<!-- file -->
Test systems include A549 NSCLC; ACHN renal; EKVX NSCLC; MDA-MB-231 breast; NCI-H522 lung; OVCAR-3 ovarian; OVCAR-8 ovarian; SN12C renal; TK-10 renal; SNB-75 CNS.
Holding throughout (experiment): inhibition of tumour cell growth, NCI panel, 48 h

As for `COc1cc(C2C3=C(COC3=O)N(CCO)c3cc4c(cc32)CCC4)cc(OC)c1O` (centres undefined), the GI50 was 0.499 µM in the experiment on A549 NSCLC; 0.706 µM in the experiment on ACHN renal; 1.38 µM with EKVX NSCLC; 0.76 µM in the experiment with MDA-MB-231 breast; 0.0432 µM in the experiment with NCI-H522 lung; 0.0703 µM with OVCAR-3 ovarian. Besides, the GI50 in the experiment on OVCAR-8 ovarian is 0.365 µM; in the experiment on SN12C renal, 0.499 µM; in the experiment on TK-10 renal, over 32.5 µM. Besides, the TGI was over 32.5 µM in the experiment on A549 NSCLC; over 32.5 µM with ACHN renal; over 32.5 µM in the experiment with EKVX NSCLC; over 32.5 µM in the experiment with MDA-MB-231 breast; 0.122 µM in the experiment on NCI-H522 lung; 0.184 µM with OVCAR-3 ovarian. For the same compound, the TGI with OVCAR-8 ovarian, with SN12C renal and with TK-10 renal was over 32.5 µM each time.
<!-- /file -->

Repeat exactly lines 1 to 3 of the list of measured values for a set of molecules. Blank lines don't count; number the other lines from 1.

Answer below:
Test systems include A549 NSCLC; ACHN renal; EKVX NSCLC; MDA-MB-231 breast; NCI-H522 lung; OVCAR-3 ovarian; OVCAR-8 ovarian; SN12C renal; TK-10 renal; SNB-75 CNS.
Holding throughout (experiment): inhibition of tumour cell growth, NCI panel, 48 h

As for `COc1cc(C2C3=C(COC3=O)N(CCO)c3cc4c(cc32)CCC4)cc(OC)c1O` (centres undefined), the GI50 was 0.499 µM in the experiment on A549 NSCLC; 0.706 µM in the experiment on ACHN renal; 1.38 µM with EKVX NSCLC; 0.76 µM in the experiment with MDA-MB-231 breast; 0.0432 µM in the experiment with NCI-H522 lung; 0.0703 µM with OVCAR-3 ovarian. Besides, the GI50 in the experiment on OVCAR-8 ovarian is 0.365 µM; in the experiment on SN12C renal, 0.499 µM; in the experiment on TK-10 renal, over 32.5 µM. Besides, the TGI was over 32.5 µM in the experiment on A549 NSCLC; over 32.5 µM with ACHN renal; over 32.5 µM in the experiment with EKVX NSCLC; over 32.5 µM in the experiment with MDA-MB-231 breast; 0.122 µM in the experiment on NCI-H522 lung; 0.184 µM with OVCAR-3 ovarian. For the same compound, the TGI with OVCAR-8 ovarian, with SN12C renal and with TK-10 renal was over 32.5 µM each time.